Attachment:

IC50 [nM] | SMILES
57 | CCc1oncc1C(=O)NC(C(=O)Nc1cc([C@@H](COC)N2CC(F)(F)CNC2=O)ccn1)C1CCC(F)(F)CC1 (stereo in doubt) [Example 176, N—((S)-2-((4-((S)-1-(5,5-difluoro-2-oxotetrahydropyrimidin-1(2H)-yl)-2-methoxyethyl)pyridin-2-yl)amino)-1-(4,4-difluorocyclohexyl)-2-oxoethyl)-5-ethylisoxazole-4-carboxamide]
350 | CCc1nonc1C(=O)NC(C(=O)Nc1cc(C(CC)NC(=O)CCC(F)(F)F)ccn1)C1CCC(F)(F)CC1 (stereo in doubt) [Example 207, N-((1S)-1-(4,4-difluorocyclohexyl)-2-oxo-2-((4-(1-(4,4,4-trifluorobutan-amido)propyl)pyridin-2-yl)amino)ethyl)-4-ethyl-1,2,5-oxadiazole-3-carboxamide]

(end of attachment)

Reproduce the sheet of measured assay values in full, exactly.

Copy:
IC50 [nM] | SMILES
57 | CCc1oncc1C(=O)NC(C(=O)Nc1cc([C@@H](COC)N2CC(F)(F)CNC2=O)ccn1)C1CCC(F)(F)CC1 (stereo in doubt) [Example 176, N—((S)-2-((4-((S)-1-(5,5-difluoro-2-oxotetrahydropyrimidin-1(2H)-yl)-2-methoxyethyl)pyridin-2-yl)amino)-1-(4,4-difluorocyclohexyl)-2-oxoethyl)-5-ethylisoxazole-4-carboxamide]
350 | CCc1nonc1C(=O)NC(C(=O)Nc1cc(C(CC)NC(=O)CCC(F)(F)F)ccn1)C1CCC(F)(F)CC1 (stereo in doubt) [Example 207, N-((1S)-1-(4,4-difluorocyclohexyl)-2-oxo-2-((4-(1-(4,4,4-trifluorobutan-amido)propyl)pyridin-2-yl)amino)ethyl)-4-ethyl-1,2,5-oxadiazole-3-carboxamide]